Background: Since 2002, an epidemic of Clostridium difficile-associated-diarrhea (CDAD) associated with a high case-fatality rate has involved >30 hospitals in the province of Quebec, Canada. In 2003, a total of 55% of patients with CDAD at our hospital had received fluoroquinolones in the preceding 2 months. It has been suggested that massive use of proton pump inhibitors might have facilitated this epidemic.
Methods: To delineate the risk of CDAD associated with specific classes of antibiotics and whether this is modulated by concomitant use of proton pump inhibitors and other drugs altering gastric acidity or gastrointestinal motility, we conducted a retrospective cohort study of patients hospitalized in a teaching hospital in Sherbrooke, Canada, during the period of January 2003 through June 2004. We obtained data on 7421 episodes of care corresponding to 5619 individuals. Patients were observed until they either developed CDAD or died or for 60 days after discharge from the hospital. Adjusted hazard ratios (AHRs) were calculated using Cox regression.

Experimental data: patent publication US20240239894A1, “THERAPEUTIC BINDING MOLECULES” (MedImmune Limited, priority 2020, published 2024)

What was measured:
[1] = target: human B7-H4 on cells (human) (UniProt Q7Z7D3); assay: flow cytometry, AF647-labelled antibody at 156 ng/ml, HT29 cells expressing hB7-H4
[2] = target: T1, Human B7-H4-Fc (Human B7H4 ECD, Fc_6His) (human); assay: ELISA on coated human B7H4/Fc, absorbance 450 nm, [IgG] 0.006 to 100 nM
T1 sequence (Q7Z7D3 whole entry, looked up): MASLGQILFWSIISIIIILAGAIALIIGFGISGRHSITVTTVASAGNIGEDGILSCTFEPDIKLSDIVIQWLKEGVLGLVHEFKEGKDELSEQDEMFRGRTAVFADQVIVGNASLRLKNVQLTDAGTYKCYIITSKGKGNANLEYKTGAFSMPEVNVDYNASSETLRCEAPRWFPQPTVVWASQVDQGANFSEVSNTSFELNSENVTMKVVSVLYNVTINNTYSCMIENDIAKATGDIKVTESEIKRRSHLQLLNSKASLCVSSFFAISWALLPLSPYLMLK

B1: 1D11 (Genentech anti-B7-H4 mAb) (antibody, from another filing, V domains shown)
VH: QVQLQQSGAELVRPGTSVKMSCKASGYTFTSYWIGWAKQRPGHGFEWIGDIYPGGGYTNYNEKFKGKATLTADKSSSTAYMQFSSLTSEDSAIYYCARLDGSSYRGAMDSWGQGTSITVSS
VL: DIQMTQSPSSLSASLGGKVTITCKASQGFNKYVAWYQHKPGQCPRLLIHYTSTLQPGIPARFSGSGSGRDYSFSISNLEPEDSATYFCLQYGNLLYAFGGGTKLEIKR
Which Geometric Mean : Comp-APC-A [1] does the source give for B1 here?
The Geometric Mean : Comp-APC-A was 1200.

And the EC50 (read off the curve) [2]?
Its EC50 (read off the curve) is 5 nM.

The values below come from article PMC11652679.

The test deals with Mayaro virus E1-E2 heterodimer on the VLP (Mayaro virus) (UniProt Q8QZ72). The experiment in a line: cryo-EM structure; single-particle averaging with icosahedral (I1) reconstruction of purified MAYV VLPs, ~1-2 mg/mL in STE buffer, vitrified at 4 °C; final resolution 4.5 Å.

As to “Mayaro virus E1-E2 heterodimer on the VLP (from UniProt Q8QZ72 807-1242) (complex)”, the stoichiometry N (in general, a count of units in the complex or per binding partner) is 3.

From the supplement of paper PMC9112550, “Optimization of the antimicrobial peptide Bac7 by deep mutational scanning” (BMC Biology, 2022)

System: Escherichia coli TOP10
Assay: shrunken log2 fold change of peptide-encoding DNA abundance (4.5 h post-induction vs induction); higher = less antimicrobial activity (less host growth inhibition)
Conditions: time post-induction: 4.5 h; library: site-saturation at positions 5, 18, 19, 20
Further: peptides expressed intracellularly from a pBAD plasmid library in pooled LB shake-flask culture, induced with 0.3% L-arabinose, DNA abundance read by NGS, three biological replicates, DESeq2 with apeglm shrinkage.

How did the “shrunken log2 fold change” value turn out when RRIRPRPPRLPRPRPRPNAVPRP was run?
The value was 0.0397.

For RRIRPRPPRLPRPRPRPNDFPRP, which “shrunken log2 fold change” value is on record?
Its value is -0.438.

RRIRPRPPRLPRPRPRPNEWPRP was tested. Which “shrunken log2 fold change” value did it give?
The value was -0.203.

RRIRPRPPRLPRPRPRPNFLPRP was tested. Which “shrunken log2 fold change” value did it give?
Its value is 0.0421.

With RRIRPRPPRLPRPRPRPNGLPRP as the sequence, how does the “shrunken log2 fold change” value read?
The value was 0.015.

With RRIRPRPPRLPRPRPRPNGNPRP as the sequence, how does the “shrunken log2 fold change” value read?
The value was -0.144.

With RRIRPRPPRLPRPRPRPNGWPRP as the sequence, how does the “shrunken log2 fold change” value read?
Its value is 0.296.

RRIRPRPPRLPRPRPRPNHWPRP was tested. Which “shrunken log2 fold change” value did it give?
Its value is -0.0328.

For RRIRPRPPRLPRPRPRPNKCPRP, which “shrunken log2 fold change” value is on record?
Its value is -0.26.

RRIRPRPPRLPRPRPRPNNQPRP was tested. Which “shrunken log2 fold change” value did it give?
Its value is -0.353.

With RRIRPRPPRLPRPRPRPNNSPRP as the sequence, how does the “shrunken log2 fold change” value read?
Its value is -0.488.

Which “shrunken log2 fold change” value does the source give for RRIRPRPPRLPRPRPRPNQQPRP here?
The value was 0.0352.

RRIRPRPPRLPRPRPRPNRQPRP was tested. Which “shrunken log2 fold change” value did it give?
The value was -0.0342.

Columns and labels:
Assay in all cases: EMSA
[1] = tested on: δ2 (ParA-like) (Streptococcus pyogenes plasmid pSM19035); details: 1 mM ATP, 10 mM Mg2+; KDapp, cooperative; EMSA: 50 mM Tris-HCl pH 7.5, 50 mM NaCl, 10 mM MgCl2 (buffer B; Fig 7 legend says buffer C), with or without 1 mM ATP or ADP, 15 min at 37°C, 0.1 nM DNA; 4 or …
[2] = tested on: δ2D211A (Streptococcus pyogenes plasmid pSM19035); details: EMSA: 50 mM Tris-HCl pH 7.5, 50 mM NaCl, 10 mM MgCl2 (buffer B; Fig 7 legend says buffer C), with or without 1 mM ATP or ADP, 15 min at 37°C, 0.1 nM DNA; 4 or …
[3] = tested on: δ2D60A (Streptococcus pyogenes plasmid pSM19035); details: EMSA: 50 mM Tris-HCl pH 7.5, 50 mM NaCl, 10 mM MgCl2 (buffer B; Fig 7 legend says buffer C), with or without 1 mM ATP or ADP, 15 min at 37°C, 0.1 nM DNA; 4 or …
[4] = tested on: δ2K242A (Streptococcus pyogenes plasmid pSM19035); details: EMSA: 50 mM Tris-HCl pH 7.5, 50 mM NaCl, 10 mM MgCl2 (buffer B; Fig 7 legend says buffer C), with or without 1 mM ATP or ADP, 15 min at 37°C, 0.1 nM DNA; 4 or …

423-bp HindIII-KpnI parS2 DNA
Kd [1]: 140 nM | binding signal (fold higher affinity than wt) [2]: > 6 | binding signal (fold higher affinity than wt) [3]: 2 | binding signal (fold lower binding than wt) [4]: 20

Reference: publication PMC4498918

Results: CDAD occurred in 293 patients. Fluoroquinolones were the antibiotics most strongly associated with CDAD (AHR, 3.44; 95% confidence interval [CI], 2.65-4.47). Almost one-fourth of all inpatients received quinolones, for which the population-attributable fraction of CDAD was 35.9%. All 3 generations of cephalosporins, macrolides, clindamycin, and intravenous beta-lactam/beta-lactamase inhibitors were intermediate-risk antibiotics, with similar AHRs (1.56-1.89). Proton pump inhibitors (AHR, 1.00, 95% CI, 0.79-1.28) were not associated with CDAD.
Conclusions: Administration of fluoroquinolones emerged as the most important risk factor for CDAD in Quebec during an epidemic caused by a hypervirulent strain of C. difficile.